That’s four adjectives to describe the topic of my most recent preprint with Anurag Bishnoi and Jeroen Schillewaert. Although the object itself isn’t that hard to grasp, it doesn’t quite roll off the tongue very well. It deals with the following problem, for which we will start explaining adjectives right to left.
Consider a finite projective plane of order . A blocking set of is a set of points such that every line contains at least one point. A -fold blocking set, , is a set of points such that every line contains at least, you guessed it, points. If we do not wish to specify the number , we can talk about multiple blocking sets. A -fold blocking set is minimal if through every point of the blocking set there exists a line intersecting the set in exactly points. Lastly, large just refers to the size.
In general, most of the research in blocking sets has been occupied with how small a (-fold) blocking set can be. This is probably the most natural question when first encountering this object. However, one can also look at the other end of the spectrum and ask how large it can be. Clearly, a blocking set has size at most , so for this question to make sense, people have introduced the notion of minimality. It is equivalent to saying that we cannot remove any point of the blocking set without destroying the -fold blocking property, so it is indeed minimal w.r.t. to set containment.
In this way, Bruen and Thas proved in 1977 that the size of a minimal blocking set is upper bounded by . In the preprint, we managed to generalize this upper bound from blocking sets to -fold blocking sets, and showed that equality can only occur in some simple examples. Furthermore, it contains a variety of other results and some open questions at the end in which finite geometry people might be interested. So other than copy-pasting these results, I’d like to mention the technique we used to obtain the upper bound and how we got there.
In fact, the main technique, which is the expander mixing lemma, has already been elaborated on by Anurag in his blog, in which you can already see the upper bound appearing. It is a tool in graph theory, based on eigenvalue techniques, that is widely applicable (one can check the preprint for references thereof). However, there is little added value in retelling the same story as Anurag did, so perhaps the motivation is more interesting.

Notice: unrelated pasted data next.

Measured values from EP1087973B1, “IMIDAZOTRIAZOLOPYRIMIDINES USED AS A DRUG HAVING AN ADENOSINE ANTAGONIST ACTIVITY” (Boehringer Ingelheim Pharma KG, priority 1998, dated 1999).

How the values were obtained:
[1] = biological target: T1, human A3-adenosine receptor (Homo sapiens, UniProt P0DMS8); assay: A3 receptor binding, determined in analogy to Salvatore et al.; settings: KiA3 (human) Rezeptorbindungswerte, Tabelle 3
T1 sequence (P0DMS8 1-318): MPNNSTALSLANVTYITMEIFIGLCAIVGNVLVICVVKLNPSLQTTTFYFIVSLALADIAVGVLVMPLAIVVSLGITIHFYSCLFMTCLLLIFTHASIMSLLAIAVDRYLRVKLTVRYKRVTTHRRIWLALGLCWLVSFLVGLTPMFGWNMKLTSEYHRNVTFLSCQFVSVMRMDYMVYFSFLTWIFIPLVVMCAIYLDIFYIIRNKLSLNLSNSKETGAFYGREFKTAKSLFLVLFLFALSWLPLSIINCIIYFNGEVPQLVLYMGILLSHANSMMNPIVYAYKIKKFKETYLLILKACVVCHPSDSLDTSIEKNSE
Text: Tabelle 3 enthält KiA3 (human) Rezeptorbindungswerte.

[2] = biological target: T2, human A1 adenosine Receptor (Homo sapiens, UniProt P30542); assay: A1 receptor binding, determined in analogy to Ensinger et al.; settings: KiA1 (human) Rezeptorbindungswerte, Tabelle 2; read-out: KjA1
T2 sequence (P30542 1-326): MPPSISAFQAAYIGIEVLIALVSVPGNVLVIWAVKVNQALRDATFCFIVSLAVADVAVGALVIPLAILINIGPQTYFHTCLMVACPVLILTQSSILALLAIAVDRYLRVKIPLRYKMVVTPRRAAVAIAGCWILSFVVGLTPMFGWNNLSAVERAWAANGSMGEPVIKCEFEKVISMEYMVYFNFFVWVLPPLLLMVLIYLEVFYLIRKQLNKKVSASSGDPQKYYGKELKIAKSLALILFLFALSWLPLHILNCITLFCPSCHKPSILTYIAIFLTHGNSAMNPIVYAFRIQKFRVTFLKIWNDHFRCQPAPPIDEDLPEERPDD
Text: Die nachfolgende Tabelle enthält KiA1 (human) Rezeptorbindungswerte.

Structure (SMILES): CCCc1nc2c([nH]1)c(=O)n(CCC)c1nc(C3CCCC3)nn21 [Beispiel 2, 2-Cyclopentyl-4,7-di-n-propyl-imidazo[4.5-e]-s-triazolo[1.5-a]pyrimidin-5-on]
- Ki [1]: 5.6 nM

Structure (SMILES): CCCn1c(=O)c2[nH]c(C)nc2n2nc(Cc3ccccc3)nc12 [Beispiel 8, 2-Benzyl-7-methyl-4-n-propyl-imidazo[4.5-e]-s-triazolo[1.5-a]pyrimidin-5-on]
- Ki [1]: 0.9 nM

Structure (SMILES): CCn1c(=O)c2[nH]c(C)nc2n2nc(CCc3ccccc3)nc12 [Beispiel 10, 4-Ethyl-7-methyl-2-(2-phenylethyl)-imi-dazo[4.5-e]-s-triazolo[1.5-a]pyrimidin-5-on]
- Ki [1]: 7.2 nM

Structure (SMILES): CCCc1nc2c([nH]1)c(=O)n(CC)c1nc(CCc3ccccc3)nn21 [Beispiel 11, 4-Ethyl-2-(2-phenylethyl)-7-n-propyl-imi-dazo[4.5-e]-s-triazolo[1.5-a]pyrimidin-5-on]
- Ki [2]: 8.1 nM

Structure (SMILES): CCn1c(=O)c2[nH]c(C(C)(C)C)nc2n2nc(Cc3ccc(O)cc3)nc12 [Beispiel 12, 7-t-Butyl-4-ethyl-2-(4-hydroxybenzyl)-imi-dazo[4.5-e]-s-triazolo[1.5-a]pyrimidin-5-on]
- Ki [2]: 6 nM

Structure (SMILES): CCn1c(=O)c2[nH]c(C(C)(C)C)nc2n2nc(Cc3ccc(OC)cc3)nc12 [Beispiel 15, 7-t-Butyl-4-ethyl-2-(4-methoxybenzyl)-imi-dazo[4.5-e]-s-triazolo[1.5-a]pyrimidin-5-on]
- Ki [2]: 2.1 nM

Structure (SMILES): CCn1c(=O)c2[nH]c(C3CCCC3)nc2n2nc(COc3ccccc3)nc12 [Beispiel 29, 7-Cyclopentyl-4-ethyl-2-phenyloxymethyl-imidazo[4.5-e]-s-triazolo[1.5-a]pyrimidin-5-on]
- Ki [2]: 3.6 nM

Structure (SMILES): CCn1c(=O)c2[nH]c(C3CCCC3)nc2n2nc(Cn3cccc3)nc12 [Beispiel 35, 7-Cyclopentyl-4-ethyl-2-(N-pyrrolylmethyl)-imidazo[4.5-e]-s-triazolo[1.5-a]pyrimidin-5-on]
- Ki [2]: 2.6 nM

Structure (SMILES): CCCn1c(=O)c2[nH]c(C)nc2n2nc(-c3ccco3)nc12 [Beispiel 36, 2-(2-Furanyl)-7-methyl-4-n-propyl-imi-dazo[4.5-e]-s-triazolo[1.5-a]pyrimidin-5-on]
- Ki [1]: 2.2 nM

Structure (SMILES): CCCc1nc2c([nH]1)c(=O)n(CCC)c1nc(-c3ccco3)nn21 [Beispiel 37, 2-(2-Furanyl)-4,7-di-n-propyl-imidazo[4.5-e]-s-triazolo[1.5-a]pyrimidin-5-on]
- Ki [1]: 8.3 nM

He told me he was first interested in this lemma for the following idea. It is an open question whether there exists a finite projective plane containing two disjoint unitals. A unital is the unique largest minimal blocking set, so perhaps if we had two disjoint unitals, we could create a very large minimal 2-fold blocking set, perhaps too large (i.e. in contradiction with upper bounds). However, such upper bounds were non-existent, which immediately gave the motivation for this work (for which he did most of the groundwork).
Now, if you skimmed through the paper, you will probably see that there is no mention of disjoint unitals anywhere. This is for the following reason: two disjoint unitals form a minimal 2-fold blocking set if and only if every tangent to one unital is tangent to the other. Therefore, these upper bounds can’t say anything about the problem of disjoint unitals in general. However, using them, there is a little bit of information on the number of shared tangents we can extract in the following way. Whether or not this is useful is a question for the experts.
The upper bound for a minimal 2-fold blocking set in a projective plane of order is
Clearly, two disjoint unitals cannot share all tangents, as this would imply a minimal 2-fold blocking set of size which is strictly larger than the upper bound above. So suppose they share all but one. Then there exists a point on the first unital and a point on the second, such that their respective tangents are secant to the other unital. Therefore, we can remove both these points and obtain a 2-fold blocking set, which is again minimal, as all other tangents were shared. However, one can compute that the size of this set is again larger than the upper bound. This means that two disjoint unitals cannot share all tangents but one. One can do the same for all but two, all but three, up to all but . Therefore, we obtain the following fact.
Proposition. Two disjoint unitals have at least non-shared tangents.
Although one can do better with direct methods, I still liked this fact as an example of a connection between two questions that are unrelated at first sight and how an idea for one problem can lead you to other unexpected and uncharted areas.